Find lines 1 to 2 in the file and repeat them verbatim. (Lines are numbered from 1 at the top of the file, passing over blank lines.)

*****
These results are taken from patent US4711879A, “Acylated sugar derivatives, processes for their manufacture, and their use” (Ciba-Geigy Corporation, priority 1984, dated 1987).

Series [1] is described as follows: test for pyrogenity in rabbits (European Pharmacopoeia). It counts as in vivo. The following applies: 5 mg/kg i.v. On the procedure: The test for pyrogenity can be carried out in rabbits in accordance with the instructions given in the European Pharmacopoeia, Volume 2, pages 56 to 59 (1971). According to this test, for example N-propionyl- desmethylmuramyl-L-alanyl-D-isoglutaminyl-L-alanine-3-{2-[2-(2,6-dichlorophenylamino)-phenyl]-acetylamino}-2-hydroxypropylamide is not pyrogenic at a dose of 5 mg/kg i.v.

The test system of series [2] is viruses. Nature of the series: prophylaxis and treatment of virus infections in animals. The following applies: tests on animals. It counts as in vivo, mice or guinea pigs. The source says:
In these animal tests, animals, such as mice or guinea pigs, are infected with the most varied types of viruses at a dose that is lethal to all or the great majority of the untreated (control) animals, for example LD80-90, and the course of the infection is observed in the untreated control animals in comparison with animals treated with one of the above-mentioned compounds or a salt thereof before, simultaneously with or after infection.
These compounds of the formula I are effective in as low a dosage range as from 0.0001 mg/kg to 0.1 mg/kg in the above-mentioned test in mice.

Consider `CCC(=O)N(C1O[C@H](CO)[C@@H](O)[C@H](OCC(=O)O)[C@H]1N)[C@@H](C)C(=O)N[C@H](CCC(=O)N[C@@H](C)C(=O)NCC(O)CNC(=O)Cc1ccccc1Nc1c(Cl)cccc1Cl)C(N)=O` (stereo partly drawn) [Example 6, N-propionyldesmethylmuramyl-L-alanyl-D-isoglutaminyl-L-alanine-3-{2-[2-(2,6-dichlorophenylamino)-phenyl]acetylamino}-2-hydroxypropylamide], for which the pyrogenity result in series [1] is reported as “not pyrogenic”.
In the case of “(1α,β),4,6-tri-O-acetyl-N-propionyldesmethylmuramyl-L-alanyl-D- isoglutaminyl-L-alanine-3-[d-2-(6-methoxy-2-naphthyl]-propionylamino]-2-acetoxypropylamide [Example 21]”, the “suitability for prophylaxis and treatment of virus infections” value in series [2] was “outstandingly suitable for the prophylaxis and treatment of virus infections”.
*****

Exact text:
These results are taken from patent US4711879A, “Acylated sugar derivatives, processes for their manufacture, and their use” (Ciba-Geigy Corporation, priority 1984, dated 1987).

Series [1] is described as follows: test for pyrogenity in rabbits (European Pharmacopoeia). It counts as in vivo. The following applies: 5 mg/kg i.v. On the procedure: The test for pyrogenity can be carried out in rabbits in accordance with the instructions given in the European Pharmacopoeia, Volume 2, pages 56 to 59 (1971). According to this test, for example N-propionyl- desmethylmuramyl-L-alanyl-D-isoglutaminyl-L-alanine-3-{2-[2-(2,6-dichlorophenylamino)-phenyl]-acetylamino}-2-hydroxypropylamide is not pyrogenic at a dose of 5 mg/kg i.v.